On March 4, 1928, in Los Angeles, California, six Black runners, including Eddie Gardner and Phillip Granville, took off on the Trans-American Footrace down Route 66 cross-continental highway.
The course took them and 193 (mostly) white men through Mojave desert heat, thin mountain air, and terrible road conditions on a quest for opportunity much bigger than them. But vile hatred lay just ahead.
American sports were not yet integrated, but the “Bunion Derby” was an exception.
While spectators wondered who would snag the $25,000 prize, Black athletes prepared for the Jim Crow hatred waiting across the New Mexico-Texas border.
As soon as the Black “bunioneers” crossed into Southern territory, spectators attacked with slurs, death threats, and laws that forced them to sleep in segregated quarters.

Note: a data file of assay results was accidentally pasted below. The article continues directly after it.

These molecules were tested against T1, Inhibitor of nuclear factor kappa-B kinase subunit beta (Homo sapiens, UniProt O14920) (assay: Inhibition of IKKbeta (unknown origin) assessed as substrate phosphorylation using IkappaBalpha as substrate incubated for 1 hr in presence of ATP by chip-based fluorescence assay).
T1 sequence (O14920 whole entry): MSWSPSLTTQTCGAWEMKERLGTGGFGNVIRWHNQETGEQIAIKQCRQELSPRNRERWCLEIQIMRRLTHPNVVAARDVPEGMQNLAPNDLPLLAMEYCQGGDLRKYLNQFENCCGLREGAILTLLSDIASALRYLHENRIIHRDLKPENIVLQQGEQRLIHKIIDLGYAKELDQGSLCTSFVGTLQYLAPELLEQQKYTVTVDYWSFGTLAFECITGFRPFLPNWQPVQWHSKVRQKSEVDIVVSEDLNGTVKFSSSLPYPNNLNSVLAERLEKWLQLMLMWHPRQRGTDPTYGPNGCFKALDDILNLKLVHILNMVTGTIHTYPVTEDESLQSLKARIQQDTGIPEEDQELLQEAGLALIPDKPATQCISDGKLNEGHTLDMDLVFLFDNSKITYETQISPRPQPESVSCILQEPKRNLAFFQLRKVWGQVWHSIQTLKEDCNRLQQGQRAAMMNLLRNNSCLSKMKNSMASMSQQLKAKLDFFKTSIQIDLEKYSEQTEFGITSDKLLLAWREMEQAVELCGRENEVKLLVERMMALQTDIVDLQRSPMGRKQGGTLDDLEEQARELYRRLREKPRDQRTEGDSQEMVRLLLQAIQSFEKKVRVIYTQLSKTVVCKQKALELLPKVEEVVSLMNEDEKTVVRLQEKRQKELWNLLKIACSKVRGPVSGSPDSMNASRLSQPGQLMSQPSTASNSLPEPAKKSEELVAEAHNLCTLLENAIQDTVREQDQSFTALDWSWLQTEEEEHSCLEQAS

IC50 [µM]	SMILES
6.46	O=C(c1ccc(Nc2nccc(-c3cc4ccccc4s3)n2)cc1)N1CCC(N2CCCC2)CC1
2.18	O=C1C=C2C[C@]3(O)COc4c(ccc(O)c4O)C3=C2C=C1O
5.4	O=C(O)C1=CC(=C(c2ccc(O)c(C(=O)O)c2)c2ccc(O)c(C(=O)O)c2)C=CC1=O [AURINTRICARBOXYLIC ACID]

An Oklahoma farmer even pointed a rifle at Eddie Gardner for an entire day, promising to shoot if Gardner took the lead from a white man.
Thankfully, Black communities welcomed the “bunioneers” with money, meals, beds, protection, and hope to last the long road ahead.
Ultimately, Phillip Granville took home 3rd place ($5,000) while Eddie Garder snagged 8th ($1,000).
Their performance proved that Black athletes deserve to compete alongside white professionals and, for once, the playing field was leveled for Black men to rise in status off of merit alone.